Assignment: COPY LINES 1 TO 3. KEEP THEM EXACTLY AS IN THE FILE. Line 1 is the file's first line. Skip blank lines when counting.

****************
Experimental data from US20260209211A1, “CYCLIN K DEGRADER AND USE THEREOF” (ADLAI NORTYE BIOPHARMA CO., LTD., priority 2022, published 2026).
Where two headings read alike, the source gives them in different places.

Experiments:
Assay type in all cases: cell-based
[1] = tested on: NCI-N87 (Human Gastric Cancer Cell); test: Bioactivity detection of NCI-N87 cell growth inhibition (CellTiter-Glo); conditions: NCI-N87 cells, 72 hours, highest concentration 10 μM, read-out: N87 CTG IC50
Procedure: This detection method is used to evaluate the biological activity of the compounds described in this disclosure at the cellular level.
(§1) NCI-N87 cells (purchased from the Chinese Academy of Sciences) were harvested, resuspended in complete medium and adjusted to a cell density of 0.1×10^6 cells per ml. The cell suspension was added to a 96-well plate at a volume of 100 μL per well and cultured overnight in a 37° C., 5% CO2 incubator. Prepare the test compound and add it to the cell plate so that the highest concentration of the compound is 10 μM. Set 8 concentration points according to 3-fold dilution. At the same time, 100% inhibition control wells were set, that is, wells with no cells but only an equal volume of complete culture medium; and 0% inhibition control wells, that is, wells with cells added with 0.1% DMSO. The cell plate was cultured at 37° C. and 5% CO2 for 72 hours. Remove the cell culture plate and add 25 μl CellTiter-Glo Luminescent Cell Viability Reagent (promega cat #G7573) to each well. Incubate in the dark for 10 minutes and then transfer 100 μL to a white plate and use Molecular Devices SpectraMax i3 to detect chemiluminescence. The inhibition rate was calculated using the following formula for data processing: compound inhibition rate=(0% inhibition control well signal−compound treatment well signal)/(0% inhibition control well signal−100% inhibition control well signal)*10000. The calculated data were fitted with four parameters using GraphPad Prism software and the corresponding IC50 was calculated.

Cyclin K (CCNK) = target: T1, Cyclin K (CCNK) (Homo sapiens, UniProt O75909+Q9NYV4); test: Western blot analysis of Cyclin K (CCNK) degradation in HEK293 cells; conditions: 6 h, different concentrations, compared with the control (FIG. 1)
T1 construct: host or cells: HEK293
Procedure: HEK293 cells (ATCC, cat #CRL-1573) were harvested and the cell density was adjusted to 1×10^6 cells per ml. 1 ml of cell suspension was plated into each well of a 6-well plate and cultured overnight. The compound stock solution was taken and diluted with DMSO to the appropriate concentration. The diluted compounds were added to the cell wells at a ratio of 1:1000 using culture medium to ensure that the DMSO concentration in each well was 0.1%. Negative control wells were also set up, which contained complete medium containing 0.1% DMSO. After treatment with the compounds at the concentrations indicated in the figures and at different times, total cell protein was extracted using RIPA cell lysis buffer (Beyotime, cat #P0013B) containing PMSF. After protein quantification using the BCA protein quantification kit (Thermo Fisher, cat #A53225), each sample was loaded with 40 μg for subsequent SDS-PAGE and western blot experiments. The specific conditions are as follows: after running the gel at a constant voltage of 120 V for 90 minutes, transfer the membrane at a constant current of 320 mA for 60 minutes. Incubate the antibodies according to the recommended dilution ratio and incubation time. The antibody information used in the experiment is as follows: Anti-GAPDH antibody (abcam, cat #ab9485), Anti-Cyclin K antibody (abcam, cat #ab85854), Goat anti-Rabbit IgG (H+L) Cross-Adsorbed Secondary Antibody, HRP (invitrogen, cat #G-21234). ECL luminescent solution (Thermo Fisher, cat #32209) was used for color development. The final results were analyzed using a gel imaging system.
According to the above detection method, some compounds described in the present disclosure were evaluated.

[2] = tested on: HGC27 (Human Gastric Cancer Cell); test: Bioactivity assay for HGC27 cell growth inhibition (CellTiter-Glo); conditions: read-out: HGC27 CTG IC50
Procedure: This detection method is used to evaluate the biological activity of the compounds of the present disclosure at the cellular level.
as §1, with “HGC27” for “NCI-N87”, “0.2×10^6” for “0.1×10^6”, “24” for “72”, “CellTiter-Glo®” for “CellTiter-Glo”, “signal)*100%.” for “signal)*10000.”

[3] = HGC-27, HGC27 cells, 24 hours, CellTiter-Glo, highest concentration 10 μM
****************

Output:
Experimental data from US20260209211A1, “CYCLIN K DEGRADER AND USE THEREOF” (ADLAI NORTYE BIOPHARMA CO., LTD., priority 2022, published 2026).
Where two headings read alike, the source gives them in different places.

Experiments: